50% of bankruptcies in the US are due in part to medical costs. About 1.5 million families lose their homes to foreclosure every year due to unaffordable medical costs. There are a lot of figures presented about how long the wait is in Canada for surgery but ask yourself how many Americans don’t bother seeking medical help because of the cost or, if they’re poor or uninsured, the low quality care. Remember that the pool of people who are undergoing these operations could be much larger in other countries simply because they don’t have to decide between their health care and their house or food.

    Yes, Canada’s health care system isn’t perfect. No countries is. So pick the parts that you like and drop those you don’t. It’s not like Canada or Switzerland represent the only possibilities! These points are useful only to help people decide what form of single-payer health care system to implement, not for deciding whether to continue with the current American system.

  14. Adrian says:

    @tarran,

    When you say medical care is a right, doe that mean that Dr Gorski must treat you free of charge should you be unable to pay him? What if you present yourself at his office when he’s about to go home?

    I think you’re confusing the “right” to health care with the right to get a specific doctor to treat you at your convenience. In other western countries, citizens can get medical treatment, especially if you’re unable to pay (patients do not pay). There is latitude to select specific doctors and some specialities do require doctors go on call (e.g.: delivering babies) but these are negotiations. Offices close, doctors have shifts, but the system still works. I’m not sure why you act as if this is an insurmountable problem and equating universal healthcare to female genital mutilation is just preposterous.

  15. Canucklehead says:

    I’m not sure it is valid to compare the UK health system to those in Canada or the USA, one huge problem that these conferences and inquiries seem to miss the economies of scale. In the UK you have 60 million people living in an area half the size of British Columbia Canada. In BC we have almost 5 million people in an area twice as large, a density issue perhaps? How do we supply the same quality and quantity of health care when our resources are spread geographically so thin? Compare cities to cites of like size perhaps, but can you really compare rural Saskatchewan’s health system to what a patient in London UK might experience? In trauma we talk about a golden hour, in rural BC it might be an hour or more before an ambulance can even get to you.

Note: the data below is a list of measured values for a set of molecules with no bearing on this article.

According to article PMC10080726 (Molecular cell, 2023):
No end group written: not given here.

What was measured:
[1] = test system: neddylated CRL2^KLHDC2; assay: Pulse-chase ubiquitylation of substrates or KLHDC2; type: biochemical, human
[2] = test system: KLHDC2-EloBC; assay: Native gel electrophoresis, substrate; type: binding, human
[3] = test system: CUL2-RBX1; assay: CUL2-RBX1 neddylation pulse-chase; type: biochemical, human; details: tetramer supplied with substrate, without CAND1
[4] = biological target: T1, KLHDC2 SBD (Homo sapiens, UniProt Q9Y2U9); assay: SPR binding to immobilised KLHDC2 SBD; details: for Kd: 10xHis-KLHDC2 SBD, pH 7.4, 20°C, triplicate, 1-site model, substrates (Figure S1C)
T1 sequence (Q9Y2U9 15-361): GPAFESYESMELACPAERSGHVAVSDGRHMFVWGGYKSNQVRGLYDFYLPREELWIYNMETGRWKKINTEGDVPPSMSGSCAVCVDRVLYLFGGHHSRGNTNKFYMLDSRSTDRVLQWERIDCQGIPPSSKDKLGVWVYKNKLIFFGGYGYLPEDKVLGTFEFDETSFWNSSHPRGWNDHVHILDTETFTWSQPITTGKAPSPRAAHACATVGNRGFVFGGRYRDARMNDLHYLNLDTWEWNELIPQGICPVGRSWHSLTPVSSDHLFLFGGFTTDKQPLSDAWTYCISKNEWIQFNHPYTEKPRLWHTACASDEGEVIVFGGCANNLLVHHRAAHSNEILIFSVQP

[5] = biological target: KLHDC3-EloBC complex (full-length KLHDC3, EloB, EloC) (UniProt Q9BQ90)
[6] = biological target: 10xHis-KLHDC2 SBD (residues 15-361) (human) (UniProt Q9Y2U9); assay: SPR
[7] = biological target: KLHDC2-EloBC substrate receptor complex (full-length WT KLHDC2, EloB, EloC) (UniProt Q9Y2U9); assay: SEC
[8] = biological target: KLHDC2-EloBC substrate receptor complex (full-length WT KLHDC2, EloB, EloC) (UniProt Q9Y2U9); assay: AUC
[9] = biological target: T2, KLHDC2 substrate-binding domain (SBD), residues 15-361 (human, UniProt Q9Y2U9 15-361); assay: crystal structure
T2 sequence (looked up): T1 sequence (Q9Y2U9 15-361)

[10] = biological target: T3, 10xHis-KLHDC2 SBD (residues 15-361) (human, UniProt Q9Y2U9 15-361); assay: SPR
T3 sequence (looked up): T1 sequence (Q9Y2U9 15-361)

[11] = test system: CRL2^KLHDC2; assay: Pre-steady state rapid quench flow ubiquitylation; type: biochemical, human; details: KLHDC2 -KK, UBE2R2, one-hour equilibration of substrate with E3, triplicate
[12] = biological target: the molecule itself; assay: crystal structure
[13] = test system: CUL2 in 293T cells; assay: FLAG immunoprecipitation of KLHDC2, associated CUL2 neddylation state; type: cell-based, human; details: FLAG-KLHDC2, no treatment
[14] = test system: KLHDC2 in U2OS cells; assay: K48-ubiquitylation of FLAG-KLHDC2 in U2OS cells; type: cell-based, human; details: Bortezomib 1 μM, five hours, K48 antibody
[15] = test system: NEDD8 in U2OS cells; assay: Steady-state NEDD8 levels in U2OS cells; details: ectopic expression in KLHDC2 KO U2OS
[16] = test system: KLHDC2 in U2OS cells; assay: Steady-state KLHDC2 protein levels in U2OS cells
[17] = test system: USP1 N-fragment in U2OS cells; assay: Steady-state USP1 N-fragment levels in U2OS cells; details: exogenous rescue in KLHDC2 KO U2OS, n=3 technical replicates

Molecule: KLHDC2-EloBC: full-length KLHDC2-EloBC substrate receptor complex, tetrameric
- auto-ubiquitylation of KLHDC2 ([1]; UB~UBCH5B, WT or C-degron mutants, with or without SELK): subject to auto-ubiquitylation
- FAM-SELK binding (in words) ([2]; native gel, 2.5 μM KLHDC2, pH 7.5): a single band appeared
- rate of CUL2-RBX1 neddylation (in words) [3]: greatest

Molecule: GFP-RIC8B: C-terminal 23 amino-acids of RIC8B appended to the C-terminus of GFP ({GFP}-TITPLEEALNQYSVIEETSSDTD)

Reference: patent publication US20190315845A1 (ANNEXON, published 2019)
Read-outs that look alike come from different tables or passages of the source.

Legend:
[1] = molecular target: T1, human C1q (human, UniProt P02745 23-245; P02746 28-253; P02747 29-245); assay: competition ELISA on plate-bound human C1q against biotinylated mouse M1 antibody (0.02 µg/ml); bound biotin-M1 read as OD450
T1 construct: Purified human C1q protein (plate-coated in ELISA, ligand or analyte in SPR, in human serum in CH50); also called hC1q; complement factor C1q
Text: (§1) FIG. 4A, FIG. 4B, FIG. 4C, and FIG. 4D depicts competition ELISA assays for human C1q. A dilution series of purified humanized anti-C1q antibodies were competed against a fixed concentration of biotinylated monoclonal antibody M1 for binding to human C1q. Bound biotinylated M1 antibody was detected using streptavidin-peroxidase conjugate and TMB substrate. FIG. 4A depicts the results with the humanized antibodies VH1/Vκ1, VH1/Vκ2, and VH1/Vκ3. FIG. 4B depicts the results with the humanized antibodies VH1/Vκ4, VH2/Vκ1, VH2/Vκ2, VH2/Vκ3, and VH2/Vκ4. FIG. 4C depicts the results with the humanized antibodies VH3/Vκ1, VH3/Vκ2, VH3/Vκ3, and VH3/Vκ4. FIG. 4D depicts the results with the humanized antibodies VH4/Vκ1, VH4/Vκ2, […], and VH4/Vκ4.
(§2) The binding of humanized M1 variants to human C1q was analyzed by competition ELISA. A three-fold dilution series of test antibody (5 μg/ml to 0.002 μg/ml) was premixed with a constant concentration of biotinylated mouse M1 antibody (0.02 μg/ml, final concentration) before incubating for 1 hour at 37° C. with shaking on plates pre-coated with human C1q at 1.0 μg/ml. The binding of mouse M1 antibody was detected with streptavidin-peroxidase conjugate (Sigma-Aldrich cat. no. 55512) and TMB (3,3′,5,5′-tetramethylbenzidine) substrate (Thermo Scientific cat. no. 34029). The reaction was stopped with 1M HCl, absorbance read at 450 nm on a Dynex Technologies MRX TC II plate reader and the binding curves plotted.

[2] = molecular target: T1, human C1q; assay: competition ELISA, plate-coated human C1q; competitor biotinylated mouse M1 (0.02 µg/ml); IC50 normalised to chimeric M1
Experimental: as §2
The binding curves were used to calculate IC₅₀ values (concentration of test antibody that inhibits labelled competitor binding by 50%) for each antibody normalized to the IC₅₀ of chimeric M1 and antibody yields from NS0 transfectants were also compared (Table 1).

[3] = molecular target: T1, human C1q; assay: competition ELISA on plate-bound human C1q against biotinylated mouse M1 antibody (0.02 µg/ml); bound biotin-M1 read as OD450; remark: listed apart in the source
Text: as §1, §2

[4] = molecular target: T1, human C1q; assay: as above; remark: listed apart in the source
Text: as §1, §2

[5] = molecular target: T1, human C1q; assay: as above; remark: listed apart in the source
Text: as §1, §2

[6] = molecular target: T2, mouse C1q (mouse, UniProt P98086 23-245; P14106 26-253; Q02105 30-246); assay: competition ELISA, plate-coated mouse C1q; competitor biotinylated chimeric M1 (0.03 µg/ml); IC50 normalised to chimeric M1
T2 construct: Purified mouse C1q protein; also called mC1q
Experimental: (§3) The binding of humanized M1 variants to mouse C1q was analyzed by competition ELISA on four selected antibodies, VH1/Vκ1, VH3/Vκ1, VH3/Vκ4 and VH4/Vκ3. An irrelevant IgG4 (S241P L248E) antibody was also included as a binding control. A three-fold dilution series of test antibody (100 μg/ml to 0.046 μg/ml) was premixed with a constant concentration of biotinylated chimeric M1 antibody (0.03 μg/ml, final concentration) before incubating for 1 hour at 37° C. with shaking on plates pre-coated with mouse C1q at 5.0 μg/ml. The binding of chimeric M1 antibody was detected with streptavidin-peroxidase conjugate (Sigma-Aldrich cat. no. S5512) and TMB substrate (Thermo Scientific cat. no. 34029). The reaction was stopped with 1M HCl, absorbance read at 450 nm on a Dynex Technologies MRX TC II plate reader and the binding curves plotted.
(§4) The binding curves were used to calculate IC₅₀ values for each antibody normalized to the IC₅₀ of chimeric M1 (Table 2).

The BC government is trying to get a handle on wait times and has introduced a few initiatives to reduce the wait times for total knees and hips, some clients are seen and operated on within a three or four month period, which to my mind is appropriate. It gives them a chance to think the surgery option over carefully and to try some prehab to strengthen, mobilise and collect the appropriate post operative aides. It certainly isn’t perfect, but considering the geographic distances and the density of populations it seems to be working reasonable well (in my opinion anyhow).

  16. gimpyblog says:

    tarran

    I’ll respond to your first and last paragraphs.

    When you say medical care is a right, doe that mean that Dr Gorski must treat you free of charge should you be unable to pay him? What if you present yourself at his office when he’s about to go home? Should he have to call his wife and say, sorry honey, a man has come and I must treat him regardless of my personal desires in the matter?

    As Adrian says, I am not arguing that my physician is my slave, just that the costs of me seeing them are borne by the state (and ultimately the taxpayer) to ensure there are no inequalities in administration. I am arguing that a healthcare system should be a service offered by the state to its citizens to safeguard their health, just as an army is a service offered by the state to safeguard the security of its citizens.